Firstly, it is worth remembering that in Andorra we do not have an Inheritance and Gift Tax (ISD) that taxes individuals when they receive goods or rights through a lucrative transfer.
A lucrative transfer is a transfer in which no valuable consideration is made, whether due to the death of the transferor (mortis causa lucrative transfer) or due to the will of the donor during their lifetime (inter vivos lucrative transfer).
While the heir or beneficiary is not taxed as there is no ISD in Andorra, the law on Personal Income Tax (IRPF) would allow the income associated with assets transferred by inheritance or gift to be taxed, with the exception in both cases of capital gains.
Capital gains are generated by changes in the value of the taxpayer’s assets that are revealed by a change in their composition, unless they are considered income under the Andorran Personal Income Tax (IRPF) Act. For example, if shares, jewellery or works of art are transferred, capital gains or losses would arise.
Law 5/2023 of 19 January on measures for the reform of direct taxation and amending other tax and customs regulations, published in the andorran state gazette (BOPA) of 8 February 2023 (Law), sets out a tax reform that will increase the tax burden or, at least, aims to guarantee a minimum revenue for the State in line with international trends. Although most of the provisions of this Law will enter into force on 1 January 2024, it provides for an amendment that entered into force upon its publication and, importantly, with retroactive effect from 1 January 2015.
I will go into more detail on this retroactive provision because it affects the treatment of lucrative transfers in relation to personal income tax. Let me begin by saying that this change is beneficial for the tax payer and it is a departure from the main thrust of the Law to increase taxation.
Before the entry into force of the Law, unrealised capital gains on the deceased person’s assets were exempt from the personal income tax of this party, provided the heir received them at their market value at the date of death. In the case of gifts between family members up to the third degree, it was understood that there was no capital gain on the assets transferred by the donor, although the original cost of the assets held by the donor was maintained.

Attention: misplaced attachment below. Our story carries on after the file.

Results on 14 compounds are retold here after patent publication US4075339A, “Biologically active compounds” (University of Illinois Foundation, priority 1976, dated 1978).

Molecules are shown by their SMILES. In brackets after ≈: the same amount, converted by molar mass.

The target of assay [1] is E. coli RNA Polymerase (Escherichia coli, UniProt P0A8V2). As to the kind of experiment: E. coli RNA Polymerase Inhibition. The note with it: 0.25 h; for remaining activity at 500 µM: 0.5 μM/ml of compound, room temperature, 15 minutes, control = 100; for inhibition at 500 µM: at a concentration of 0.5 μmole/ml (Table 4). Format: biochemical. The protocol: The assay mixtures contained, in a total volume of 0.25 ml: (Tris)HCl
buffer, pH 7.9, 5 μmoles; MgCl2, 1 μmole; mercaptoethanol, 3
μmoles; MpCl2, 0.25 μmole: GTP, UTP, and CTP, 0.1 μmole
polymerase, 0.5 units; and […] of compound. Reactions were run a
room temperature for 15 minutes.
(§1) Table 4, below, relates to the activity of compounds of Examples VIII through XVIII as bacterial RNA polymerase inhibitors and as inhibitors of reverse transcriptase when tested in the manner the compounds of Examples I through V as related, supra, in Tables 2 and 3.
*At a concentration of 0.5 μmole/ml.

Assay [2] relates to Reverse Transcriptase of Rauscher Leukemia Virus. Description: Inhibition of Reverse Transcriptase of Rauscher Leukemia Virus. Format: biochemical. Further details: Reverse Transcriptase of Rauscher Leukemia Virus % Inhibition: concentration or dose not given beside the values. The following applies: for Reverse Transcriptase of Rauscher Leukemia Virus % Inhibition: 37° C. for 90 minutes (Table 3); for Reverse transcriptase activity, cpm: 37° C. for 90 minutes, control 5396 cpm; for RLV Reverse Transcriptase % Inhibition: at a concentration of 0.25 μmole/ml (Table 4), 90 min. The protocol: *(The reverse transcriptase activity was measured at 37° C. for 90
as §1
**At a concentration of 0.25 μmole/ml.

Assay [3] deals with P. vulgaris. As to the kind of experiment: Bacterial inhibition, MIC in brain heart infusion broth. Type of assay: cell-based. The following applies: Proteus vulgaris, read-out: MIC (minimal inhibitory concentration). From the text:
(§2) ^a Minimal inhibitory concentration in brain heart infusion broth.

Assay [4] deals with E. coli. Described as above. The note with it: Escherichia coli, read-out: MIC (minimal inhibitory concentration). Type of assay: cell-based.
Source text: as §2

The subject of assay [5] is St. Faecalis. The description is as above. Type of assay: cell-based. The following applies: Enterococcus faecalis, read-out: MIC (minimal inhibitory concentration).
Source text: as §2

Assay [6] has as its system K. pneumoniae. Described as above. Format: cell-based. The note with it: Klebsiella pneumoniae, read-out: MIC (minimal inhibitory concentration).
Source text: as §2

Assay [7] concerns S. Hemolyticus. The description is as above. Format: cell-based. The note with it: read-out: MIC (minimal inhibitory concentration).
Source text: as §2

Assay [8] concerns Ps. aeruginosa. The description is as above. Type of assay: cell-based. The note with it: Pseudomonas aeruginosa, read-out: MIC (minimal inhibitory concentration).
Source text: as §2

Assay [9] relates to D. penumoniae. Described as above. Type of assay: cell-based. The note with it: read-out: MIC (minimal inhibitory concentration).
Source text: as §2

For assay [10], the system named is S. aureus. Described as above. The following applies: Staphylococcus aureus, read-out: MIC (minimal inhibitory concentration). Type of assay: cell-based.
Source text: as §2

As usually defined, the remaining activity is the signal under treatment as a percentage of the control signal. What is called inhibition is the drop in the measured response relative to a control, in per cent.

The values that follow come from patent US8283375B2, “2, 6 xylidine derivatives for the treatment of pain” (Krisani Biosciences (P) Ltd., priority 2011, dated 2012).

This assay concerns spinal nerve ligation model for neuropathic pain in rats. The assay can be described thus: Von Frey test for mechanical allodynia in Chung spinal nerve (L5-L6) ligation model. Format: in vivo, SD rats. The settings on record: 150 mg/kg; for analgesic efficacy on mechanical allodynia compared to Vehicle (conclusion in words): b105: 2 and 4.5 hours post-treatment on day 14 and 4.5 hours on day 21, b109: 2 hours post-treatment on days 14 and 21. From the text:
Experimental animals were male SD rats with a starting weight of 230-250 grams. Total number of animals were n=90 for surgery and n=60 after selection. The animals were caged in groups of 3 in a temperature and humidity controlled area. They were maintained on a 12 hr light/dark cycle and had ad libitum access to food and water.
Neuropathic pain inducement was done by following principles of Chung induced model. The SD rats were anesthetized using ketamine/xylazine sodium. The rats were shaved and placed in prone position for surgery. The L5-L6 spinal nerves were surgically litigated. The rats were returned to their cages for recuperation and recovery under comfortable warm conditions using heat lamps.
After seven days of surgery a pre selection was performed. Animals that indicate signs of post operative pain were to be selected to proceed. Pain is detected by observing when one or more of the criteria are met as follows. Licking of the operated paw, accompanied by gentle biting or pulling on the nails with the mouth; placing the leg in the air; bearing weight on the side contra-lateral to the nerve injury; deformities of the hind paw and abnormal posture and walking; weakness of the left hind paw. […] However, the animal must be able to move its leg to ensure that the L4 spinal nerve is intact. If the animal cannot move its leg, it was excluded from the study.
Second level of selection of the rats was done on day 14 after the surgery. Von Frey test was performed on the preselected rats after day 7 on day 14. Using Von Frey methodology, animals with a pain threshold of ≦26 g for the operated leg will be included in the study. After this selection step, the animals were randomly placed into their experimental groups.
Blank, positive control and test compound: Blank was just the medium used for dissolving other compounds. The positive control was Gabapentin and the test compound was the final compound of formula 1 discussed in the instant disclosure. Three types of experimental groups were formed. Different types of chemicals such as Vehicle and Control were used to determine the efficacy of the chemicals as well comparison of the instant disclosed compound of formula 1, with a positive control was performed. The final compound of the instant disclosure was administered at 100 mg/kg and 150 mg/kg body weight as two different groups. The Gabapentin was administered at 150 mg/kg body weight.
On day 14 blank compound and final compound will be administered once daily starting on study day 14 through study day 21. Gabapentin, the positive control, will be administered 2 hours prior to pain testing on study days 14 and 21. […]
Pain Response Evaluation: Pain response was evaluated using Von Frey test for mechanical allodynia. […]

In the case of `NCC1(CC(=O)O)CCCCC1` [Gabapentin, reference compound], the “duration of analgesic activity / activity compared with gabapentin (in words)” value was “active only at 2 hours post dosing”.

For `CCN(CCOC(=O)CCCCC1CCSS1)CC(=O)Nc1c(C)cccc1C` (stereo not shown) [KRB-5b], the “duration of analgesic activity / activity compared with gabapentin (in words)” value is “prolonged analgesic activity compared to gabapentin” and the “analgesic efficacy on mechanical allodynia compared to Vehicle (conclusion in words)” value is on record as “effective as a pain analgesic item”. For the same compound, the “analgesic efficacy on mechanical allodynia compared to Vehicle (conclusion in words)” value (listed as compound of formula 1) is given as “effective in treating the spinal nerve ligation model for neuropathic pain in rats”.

The situation remains the same with the Law, but technically it is treated as an exemption not only in inheritances but also in family gifts. However, the most relevant change is that the exemption now (and always) extends to any income associated with the assets transferred. In other words, it includes increases in the value of the transferred assets.
For example, if the transfer concerns a business asset, the income would qualify as economic activity and would now be exempt from taxation on the deceased and the donor in the case of family gifts. An example of income from movable capital would be the transfer of a bond or treasury bill, and the income that may arise from its transfer would also be exempt. On this point, it is important to note that consultation CV0187-2020, of 28 July 2020, issued by the Department of Tax and Borders (DFT), established that the transfer of a business, whether by inheritance or family gift, resulted in the income from economic activity being taxed because it was not a capital gain, which was the only case that the regulations left exempt from tax. In the same sense, but in relation to fixed income products, the DTF ruled in consultation CV0229-2021, of 15 December 2021, also confirming that the rule did not protect income from movable capital from inheritances or family gifts unlike with capital gains in the terms mentioned above.
In summary, since the publication of the Law, and with effect from the entry into force of IRPF in Andorra (i.e., 1 January 2015), any type of income associated with assets transferred by inheritance or family gift will be exempt from personal income tax for the transferor. In the case of inheritance, the recipient will receive the assets at market value on the date of death, whereas in the case of a gift from a family member up to the third degree, the date of acquisition and the original tax value for the donee will remain the same. Any other type of donation outside the family sphere, as previously provided for, will give rise to the corresponding income or capital gain, which will be taxed in the personal income tax of the donor, while the donor will receive the assets at market value.
This regulatory change gives greater legal certainty to lucrative transfers, which, as we have seen, had generated controversy in the aforementioned tax consultations, confirming the literal wording of the original regulation. Now, retroactively, the regulatory change clears up the situation. This new legal framework not only opens up possibilities for better planning of inheritance and gifts in Andorra, but also may open the door to claiming a refund on income tax paid on behalf of the deceased or by the donor in family gifts, in accordance with the previous criterion which has now been superseded and repealed.